Without your blog in some form we may lose this momentum. I also think a blog is often better at sending the message across than a book that perhaps fewer people read.
    With its rapid response your blog is also a very good informer of general wildlife and environmental news and issues. It would be a great shame to lose it.
    So why not revert to say, a weekly blog or if someone else that you know could take on most of the blogging role either work with him/her in a joint role or delegate certain activities to them.
    Surely there are ways and means of giving you more time for other things but at the same time “keeping on air”.
    However very best wishes on whatever you decide. The important thing is that, with your skills and knowledge, you remain at the heart of campaigning for a much better deal for nature and our wildlife.
    With this lot at Defra in Westminster heaven knows they need it.

    1. You don’t need to keep this on air but you do need to ensure that the void it leaves is filled by something of equal weight. You also need to ensure that there is no opportunity by the opposition to declare victory at your disappearance. That would set things back quite a bit too.

      After all that, you’re free to go. I will miss it however, it gave everybody the sense that something could be done. Don’t underestimate that.

      Also it’s about time that Wild Justice blog got somebody writing for it. That would be a nice transfer of responsibilities. It offers a good transition path since it sends a strong message that something that started as a “one man with a vision” kind of thing now has strong support and the muscle to go with it.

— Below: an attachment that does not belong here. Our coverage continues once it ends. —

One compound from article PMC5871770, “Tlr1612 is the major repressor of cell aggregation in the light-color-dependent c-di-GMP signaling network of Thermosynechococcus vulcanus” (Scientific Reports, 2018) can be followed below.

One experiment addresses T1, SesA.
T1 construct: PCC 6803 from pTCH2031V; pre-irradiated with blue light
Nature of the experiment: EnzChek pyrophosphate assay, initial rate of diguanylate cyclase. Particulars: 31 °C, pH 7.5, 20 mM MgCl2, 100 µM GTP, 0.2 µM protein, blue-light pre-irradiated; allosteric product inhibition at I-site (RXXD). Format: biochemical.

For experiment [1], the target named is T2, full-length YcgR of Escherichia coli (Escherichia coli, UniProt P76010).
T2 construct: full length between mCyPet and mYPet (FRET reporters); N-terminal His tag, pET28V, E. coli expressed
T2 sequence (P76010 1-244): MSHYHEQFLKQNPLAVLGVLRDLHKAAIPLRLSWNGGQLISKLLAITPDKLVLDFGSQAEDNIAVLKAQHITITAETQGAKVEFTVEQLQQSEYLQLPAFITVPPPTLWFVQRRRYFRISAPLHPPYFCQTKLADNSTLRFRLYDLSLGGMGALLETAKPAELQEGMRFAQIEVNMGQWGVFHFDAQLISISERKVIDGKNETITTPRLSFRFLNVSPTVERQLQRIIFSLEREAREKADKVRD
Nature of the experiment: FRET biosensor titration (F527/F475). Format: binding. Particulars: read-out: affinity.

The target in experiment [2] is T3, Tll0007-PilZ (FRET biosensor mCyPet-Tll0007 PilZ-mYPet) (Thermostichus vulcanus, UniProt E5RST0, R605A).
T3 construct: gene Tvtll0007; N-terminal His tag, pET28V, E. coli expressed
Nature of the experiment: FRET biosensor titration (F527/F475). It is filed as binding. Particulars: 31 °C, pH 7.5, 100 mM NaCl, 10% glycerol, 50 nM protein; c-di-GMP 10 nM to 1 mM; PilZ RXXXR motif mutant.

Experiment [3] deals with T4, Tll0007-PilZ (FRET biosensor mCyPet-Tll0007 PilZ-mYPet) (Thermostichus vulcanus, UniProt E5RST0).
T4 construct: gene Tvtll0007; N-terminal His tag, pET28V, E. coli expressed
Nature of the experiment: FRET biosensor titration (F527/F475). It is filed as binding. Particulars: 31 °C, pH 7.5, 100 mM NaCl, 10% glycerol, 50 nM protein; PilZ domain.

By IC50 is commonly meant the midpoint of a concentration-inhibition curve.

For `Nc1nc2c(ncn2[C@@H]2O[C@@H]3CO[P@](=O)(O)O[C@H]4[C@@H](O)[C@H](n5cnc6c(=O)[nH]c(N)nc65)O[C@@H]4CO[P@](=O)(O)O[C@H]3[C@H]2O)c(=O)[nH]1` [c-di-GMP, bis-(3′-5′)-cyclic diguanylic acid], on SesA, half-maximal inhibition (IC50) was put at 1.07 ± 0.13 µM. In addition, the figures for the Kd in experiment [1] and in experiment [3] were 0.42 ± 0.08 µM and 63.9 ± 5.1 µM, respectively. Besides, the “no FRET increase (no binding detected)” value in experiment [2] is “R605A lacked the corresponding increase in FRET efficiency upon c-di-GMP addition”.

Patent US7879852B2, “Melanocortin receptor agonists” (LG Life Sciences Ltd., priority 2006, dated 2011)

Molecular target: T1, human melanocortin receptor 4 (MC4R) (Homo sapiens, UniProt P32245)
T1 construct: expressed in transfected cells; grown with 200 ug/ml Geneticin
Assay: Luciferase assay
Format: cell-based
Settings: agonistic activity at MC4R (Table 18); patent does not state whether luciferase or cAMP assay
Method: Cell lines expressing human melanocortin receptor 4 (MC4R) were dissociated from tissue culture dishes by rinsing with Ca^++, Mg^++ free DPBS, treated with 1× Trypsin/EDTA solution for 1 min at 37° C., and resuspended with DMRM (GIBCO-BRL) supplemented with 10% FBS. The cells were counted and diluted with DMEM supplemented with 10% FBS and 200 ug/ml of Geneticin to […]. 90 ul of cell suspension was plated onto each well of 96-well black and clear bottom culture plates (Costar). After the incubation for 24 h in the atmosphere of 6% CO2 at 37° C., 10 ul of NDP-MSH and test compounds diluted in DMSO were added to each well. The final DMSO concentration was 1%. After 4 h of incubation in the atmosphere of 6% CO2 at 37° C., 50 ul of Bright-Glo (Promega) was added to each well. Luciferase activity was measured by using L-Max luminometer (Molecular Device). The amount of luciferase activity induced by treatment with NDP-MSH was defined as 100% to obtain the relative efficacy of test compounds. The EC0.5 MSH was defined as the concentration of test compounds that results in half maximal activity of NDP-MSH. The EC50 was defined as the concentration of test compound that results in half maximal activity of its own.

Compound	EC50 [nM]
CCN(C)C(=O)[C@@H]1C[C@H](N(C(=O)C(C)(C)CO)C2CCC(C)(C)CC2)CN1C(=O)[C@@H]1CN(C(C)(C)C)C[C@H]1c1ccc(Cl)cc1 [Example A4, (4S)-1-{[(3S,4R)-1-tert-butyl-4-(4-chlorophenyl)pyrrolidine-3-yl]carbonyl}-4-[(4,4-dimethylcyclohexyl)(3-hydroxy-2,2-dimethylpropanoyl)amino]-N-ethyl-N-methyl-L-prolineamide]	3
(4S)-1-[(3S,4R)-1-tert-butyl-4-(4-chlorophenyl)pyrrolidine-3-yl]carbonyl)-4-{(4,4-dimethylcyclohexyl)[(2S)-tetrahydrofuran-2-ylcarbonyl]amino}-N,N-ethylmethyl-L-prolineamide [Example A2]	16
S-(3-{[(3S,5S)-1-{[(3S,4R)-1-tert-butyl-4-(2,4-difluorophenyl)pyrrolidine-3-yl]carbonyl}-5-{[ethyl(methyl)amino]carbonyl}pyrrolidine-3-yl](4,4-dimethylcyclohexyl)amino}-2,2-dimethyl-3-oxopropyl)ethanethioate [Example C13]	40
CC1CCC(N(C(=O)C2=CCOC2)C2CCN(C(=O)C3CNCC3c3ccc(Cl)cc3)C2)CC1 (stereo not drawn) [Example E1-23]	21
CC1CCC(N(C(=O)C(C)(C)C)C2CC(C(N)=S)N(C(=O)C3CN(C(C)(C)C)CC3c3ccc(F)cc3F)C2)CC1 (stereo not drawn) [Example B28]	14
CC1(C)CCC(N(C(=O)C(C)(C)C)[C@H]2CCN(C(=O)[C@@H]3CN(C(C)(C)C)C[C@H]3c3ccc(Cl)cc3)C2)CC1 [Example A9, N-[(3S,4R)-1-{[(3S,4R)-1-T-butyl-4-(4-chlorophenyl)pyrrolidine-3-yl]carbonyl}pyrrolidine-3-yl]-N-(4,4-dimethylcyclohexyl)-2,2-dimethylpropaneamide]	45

2. I’d mainly just like to echo exactly what my namesake has just said. Your blog has provided information and inspiration in equal measure to me and numerous others for years, and IMO has become a really important and influential component in the conservation effort.
      I can only guess at the huge effort and commitment that has gone into producing it year in, year out, and I fully understand your wish to devote more time to other things. I will be very sad to see it either disappear or even be diminished in any way – it would be a considerable loss to me personally and the conservation movement more widely.